Stuart Price Shares Sonic Secrets From Madonna’s Celebration Tour

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A few days after Madonna’s The Celebration Tour kicked off at London’s O2 Arena to a sold-out crowd and rave reviews, the tour’s music producer Stuart Price – previously a part of the pop icon’s orbit as the co-producer on her high-BPM classic Confessions on a Dance Floor – welcomed Billboard into his London studio.


The English producer/DJ’s flat is in the thick of the fashionable Notting Hill district — close enough to the action that during the annual Notting Hill Carnival, Price says “the alarms in the studio always go off because there’s all these bass systems pummeling through the walls.”

The second-floor recording studio is a clean, neatly arranged space dotted with guitars, comfortable chairs and a cornucopia of electronics, much of it vintage (at least by the ever-shifting standards of technology). As we speak, Price is seated next to the wood-paneled board he used to mix Confessions; not far from it casually rests the $250 microphone that Madonna used to record a number of songs for that 2005 LP.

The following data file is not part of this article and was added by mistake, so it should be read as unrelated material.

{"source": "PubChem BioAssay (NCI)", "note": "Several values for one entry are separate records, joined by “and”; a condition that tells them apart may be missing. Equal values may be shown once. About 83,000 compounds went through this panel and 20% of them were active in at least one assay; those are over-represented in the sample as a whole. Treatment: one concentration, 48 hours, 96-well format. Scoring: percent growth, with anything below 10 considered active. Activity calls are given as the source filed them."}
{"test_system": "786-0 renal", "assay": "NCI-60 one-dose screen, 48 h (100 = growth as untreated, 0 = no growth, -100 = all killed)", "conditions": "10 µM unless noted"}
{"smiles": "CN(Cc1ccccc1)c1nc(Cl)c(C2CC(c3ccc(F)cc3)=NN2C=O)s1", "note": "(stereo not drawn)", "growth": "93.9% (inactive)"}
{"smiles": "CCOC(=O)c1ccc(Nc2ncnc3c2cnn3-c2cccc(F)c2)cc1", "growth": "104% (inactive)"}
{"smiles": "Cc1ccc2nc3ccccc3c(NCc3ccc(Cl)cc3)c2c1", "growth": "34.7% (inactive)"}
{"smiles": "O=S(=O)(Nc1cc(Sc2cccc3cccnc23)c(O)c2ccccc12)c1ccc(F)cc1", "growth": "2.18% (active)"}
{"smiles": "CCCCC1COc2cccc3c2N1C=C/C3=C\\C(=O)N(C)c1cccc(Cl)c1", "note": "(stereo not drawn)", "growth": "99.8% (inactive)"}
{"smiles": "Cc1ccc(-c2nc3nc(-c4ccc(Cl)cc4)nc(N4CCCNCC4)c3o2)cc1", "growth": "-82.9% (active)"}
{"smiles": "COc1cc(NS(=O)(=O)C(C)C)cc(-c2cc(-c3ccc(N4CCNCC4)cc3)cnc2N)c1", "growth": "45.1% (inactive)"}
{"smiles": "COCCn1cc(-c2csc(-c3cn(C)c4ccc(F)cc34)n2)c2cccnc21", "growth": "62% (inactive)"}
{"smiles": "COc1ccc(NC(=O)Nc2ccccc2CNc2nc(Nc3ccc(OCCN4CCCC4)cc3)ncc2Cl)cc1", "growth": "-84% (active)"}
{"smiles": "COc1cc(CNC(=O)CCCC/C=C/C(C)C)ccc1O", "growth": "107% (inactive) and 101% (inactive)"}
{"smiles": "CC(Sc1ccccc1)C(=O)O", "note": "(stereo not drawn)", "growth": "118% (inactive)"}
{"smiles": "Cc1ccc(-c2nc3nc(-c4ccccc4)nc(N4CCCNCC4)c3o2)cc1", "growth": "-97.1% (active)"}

With no live band backing Madonna’s 78-date trek – her original recordings take center stage on this tour — Price’s role as music producer has afforded him more opportunities for input and innovation than someone in the same role might have on another pop star’s tour. To that end, The Celebration Tour includes sonic Easter eggs and clever references for the faithful to parse as they’re engulfed in an aural and sensory journey through the life and art of Madonna.

For as much time and thought as Price has put into the Celebration Tour, he’s certain it pales in comparison to what the Queen of Pop has invested in it. “As much as Madonna demands of anyone working with her, she demands that much of herself as well,” Price tells Billboard. “It’s always in the pursuit of, ‘How can we improve this? How can we aid the arc of the show?’ It’s nice to have a show you can unpack whether through memories or during a second visit. It’s a show that can keep giving.”

Of a tour that covers four decades of classics – and is notably her first tour not in support of a new album – Price opines that, “It’s impossible to look back without looking forward.” Referring to the airborne platform that permits Madonna to float above the crowd during “Live to Tell” and “Ray of Light,” he explains, “That’s why there’s a window frame in the show. That window frame is about reflecting backwards and reflecting forward as well.”

From providing glimpses into his creative process with Madonna to revealing certain audio Easter eggs that pop up during the show to potential setlist changes, here’s what Stuart Price told Billboard about working on Madonna’s The Celebration Tour.